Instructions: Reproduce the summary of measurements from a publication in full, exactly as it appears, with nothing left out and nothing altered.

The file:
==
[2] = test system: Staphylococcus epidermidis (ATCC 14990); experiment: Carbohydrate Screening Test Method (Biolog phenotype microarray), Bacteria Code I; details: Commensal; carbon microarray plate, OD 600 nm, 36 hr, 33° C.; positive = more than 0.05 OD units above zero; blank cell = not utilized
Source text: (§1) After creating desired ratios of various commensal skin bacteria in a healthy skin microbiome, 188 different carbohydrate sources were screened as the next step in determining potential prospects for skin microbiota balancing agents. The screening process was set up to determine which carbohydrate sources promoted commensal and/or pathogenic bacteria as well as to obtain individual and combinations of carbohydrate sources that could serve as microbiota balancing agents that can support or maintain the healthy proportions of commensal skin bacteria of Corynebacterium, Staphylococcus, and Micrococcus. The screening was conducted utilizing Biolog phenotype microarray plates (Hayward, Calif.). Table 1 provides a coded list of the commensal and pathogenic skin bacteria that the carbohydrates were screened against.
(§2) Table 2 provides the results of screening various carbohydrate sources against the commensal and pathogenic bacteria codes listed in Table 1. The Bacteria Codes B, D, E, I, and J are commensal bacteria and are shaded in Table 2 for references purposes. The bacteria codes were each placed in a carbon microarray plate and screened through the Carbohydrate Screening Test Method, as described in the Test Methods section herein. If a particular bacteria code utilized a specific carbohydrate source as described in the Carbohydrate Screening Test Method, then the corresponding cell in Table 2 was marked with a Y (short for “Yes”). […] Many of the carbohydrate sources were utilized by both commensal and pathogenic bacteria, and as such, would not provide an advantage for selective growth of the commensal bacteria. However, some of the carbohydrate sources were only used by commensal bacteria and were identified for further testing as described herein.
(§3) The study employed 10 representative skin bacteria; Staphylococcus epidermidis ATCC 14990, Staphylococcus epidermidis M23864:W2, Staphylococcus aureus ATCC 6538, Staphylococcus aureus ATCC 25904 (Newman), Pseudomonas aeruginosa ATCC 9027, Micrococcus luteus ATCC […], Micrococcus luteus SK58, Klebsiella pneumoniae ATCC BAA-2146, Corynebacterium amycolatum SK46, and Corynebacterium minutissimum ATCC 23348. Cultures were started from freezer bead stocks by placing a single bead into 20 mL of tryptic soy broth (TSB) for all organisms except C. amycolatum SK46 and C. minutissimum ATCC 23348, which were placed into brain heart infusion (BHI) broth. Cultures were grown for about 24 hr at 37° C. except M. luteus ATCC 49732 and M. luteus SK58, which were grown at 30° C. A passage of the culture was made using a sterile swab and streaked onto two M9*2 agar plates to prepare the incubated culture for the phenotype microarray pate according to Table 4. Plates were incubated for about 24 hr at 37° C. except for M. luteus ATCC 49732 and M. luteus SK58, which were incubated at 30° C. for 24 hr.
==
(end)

[2] = test system: Staphylococcus epidermidis (ATCC 14990); experiment: Carbohydrate Screening Test Method (Biolog phenotype microarray), Bacteria Code I; details: Commensal; carbon microarray plate, OD 600 nm, 36 hr, 33° C.; positive = more than 0.05 OD units above zero; blank cell = not utilized
Source text: (§1) After creating desired ratios of various commensal skin bacteria in a healthy skin microbiome, 188 different carbohydrate sources were screened as the next step in determining potential prospects for skin microbiota balancing agents. The screening process was set up to determine which carbohydrate sources promoted commensal and/or pathogenic bacteria as well as to obtain individual and combinations of carbohydrate sources that could serve as microbiota balancing agents that can support or maintain the healthy proportions of commensal skin bacteria of Corynebacterium, Staphylococcus, and Micrococcus. The screening was conducted utilizing Biolog phenotype microarray plates (Hayward, Calif.). Table 1 provides a coded list of the commensal and pathogenic skin bacteria that the carbohydrates were screened against.
(§2) Table 2 provides the results of screening various carbohydrate sources against the commensal and pathogenic bacteria codes listed in Table 1. The Bacteria Codes B, D, E, I, and J are commensal bacteria and are shaded in Table 2 for references purposes. The bacteria codes were each placed in a carbon microarray plate and screened through the Carbohydrate Screening Test Method, as described in the Test Methods section herein. If a particular bacteria code utilized a specific carbohydrate source as described in the Carbohydrate Screening Test Method, then the corresponding cell in Table 2 was marked with a Y (short for “Yes”). […] Many of the carbohydrate sources were utilized by both commensal and pathogenic bacteria, and as such, would not provide an advantage for selective growth of the commensal bacteria. However, some of the carbohydrate sources were only used by commensal bacteria and were identified for further testing as described herein.
(§3) The study employed 10 representative skin bacteria; Staphylococcus epidermidis ATCC 14990, Staphylococcus epidermidis M23864:W2, Staphylococcus aureus ATCC 6538, Staphylococcus aureus ATCC 25904 (Newman), Pseudomonas aeruginosa ATCC 9027, Micrococcus luteus ATCC […], Micrococcus luteus SK58, Klebsiella pneumoniae ATCC BAA-2146, Corynebacterium amycolatum SK46, and Corynebacterium minutissimum ATCC 23348. Cultures were started from freezer bead stocks by placing a single bead into 20 mL of tryptic soy broth (TSB) for all organisms except C. amycolatum SK46 and C. minutissimum ATCC 23348, which were placed into brain heart infusion (BHI) broth. Cultures were grown for about 24 hr at 37° C. except M. luteus ATCC 49732 and M. luteus SK58, which were grown at 30° C. A passage of the culture was made using a sterile swab and streaked onto two M9*2 agar plates to prepare the incubated culture for the phenotype microarray pate according to Table 4. Plates were incubated for about 24 hr at 37° C. except for M. luteus ATCC 49732 and M. luteus SK58, which were incubated at 30° C. for 24 hr.